At the SCG for the Queen's Birthday? Sydney's bid to host the venerable Victorian game
After rescuing the AFL this week, Sydney has launched a bid to host the iconic Queen's Birthday game at the SCG.
The SCG has emerged as a contender to host Melbourne's traditional clash with Collingwood, dubbed the Big Freeze at the 'G, if the MCG remains unavailable due to Victoria's coronavirus outbreak.
The league is collaborating with the Demons and the FightMND charity to develop contingency plans for the game, a marquee AFL fixture that has evolved into a major fundraiser in recent years as a result of AFL great Neale Daniher's inspirational work to help find a cure for motor neurone disease. Adelaide is also being considered as a back-up location.
The AFL confirmed Wednesday that it had not ruled out the possibility of the game remaining at the MCG, but there is considerable uncertainty following the Victorian government's extension of Melbourne's snap lockdown by another seven days. Even if restrictions are eased next week, crowds are unlikely to be permitted at games that weekend.
While the league has the option of playing matches in vacant Victorian stadiums, it is considering the potential benefits of relocating major games interstate.
This year's Dreamtime game will be a sellout – all 50,000 tickets for Saturday night's relocated match between Richmond and Essendon at Perth's Optus Stadium had been sold by Wednesday morning, after going on sale at 5pm (AWST) the previous day.
Locations NSW chairman Tony Shepherd has expressed to the AFL his desire to host the Queen's Birthday game if it is relocated.
“We would be delighted to host it if the MCG is unavailable,” Shepherd, who is also the chairman of Greater Western Sydney, said.
Though Sydneysiders are not known for attending AFL matches that do not feature the Swans or Giants, this is not your typical home-and-away match.
During the pre-game, football personalities dressed in costumes ride down a slide into freezing water to raise money for motor neurone disease research. Daniher, a former Essendon captain and club champion who spent ten years as the Demons coach, was diagnosed with cancer in 2013. Sufferers have a median survival time of 27 months following diagnosis.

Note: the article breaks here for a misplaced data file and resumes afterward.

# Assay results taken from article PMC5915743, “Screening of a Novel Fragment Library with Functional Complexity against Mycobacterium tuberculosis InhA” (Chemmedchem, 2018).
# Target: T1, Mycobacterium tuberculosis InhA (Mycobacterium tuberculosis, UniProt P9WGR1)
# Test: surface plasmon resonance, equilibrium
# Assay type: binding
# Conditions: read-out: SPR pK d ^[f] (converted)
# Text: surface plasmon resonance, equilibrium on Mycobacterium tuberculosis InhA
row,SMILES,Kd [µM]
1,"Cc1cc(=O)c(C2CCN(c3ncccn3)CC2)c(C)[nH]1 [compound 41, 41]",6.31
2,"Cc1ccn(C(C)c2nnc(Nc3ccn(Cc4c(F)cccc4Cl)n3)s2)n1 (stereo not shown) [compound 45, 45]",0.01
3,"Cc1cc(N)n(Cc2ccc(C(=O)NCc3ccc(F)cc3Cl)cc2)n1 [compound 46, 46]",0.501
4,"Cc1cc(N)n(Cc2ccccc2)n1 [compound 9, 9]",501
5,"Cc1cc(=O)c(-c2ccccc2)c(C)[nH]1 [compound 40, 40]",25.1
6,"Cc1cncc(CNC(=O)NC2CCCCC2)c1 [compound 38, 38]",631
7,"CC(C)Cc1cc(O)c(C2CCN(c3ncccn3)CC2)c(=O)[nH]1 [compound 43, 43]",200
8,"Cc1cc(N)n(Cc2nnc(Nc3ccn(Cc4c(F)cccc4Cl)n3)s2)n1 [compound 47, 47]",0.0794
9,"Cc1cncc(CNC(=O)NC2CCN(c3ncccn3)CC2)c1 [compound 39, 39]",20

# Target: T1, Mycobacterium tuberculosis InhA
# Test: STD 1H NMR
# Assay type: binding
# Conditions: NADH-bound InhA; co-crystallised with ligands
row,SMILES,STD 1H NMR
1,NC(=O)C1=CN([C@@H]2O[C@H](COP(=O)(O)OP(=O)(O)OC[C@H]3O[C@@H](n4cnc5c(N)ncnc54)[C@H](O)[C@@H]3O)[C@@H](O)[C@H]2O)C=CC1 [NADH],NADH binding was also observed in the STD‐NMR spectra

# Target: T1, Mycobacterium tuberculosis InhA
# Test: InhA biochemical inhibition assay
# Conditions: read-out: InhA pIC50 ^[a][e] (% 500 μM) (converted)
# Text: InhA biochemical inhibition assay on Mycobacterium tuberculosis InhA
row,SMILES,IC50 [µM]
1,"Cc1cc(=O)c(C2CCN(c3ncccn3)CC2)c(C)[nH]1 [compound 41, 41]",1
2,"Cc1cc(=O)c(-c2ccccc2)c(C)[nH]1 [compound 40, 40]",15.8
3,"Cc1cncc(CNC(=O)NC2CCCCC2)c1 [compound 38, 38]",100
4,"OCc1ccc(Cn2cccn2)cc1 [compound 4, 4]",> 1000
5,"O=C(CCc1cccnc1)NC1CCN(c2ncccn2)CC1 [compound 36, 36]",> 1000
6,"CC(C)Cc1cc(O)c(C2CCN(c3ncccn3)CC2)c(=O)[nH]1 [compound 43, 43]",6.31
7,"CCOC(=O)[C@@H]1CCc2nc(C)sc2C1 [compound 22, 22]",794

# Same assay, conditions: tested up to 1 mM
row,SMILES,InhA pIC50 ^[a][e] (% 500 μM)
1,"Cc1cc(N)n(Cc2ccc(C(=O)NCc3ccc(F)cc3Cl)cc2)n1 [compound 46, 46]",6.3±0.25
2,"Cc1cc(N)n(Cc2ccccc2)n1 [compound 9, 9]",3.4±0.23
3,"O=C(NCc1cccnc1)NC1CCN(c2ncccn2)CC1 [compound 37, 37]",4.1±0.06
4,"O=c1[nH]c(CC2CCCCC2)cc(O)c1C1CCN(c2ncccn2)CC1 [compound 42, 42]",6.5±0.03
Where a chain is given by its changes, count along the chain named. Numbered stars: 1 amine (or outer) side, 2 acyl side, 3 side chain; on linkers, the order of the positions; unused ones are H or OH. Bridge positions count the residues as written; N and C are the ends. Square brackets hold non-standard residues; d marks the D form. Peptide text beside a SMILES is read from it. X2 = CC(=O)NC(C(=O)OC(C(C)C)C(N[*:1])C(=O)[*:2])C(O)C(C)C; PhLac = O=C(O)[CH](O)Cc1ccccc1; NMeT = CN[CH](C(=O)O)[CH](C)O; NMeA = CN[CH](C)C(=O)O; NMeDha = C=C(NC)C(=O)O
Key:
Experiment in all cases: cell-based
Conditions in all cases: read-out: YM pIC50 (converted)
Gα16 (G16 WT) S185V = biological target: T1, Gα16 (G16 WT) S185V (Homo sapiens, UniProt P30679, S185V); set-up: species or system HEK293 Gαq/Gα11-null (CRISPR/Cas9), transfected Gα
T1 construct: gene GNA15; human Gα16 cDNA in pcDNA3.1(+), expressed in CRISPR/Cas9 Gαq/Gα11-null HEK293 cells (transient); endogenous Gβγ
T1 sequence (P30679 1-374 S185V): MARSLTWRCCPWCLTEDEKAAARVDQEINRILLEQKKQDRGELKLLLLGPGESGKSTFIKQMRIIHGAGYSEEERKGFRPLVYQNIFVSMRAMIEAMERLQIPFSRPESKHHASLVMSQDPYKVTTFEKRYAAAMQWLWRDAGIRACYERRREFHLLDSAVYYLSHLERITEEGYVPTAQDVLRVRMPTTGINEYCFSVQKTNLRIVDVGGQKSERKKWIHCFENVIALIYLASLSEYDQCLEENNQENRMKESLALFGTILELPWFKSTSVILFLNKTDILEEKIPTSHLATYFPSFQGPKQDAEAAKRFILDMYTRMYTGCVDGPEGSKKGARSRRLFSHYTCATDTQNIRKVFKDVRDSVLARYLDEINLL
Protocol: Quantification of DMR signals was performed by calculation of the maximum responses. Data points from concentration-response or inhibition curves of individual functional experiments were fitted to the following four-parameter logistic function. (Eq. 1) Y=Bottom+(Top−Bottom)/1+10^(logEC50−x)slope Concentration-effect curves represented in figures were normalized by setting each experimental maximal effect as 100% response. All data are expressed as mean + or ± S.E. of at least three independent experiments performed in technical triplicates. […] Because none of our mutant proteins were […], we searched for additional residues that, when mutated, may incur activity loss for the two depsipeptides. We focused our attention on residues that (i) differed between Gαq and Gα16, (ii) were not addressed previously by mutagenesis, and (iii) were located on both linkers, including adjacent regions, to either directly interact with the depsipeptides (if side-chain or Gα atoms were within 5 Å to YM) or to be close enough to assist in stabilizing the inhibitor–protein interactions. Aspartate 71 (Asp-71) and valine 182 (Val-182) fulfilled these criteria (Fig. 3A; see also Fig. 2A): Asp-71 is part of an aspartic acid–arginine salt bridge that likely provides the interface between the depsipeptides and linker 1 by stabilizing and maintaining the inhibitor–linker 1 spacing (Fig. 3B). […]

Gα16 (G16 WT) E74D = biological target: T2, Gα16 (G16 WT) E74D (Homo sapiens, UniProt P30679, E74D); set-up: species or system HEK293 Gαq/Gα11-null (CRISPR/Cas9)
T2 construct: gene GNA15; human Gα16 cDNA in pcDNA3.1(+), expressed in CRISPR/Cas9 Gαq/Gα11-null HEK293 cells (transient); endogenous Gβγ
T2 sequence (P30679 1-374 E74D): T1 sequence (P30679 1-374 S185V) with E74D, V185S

Sydney will host three of the six round 12 games, a significant boost for the code in NSW, though it remains to be seen whether the city's football community will show up.
To illustrate the difficulty the AFL faces north of the Murray River, there is a good chance the Dreamtime game in Perth will draw a larger crowd than all three Sydney games this weekend.
The Swans anticipate a crowd of approximately 20,000 to 25,000 – a decrease of at least 15% from their SCG average of 29,329 this season – for Saturday's rescheduled clash with St Kilda.
Swans officials, having witnessed what was accomplished in Perth with little notice, are privately livid that they were forced to wait until Tuesday night to inform their members of the change. The general public was not able to purchase tickets to the games until Wednesday afternoon.
On Wednesday, the AFL was still finalizing marketing and promotion plans for this week's games.
Despite the significance of the match between ladder leaders Melbourne and third-placed Brisbane on Friday night, it is likely to be played in front of a sparse crowd at Giants Stadium.
The league will be hoping for a larger turnout than AFL converts David Mack and Richard Kolodziej, who have already indicated their intention to attend. Both men were among the 4236 spectators at last week's Richmond-Adelaide game.
“For those of us who enjoy watching a good game of footy, first versus third would be an extremely exciting match,” Kolodziej, 67, of Georges Hall, said.
“At one point in my life, I believed rugby league was the greatest sport on the planet. I've switched allegiances recently; I'm a true convert.”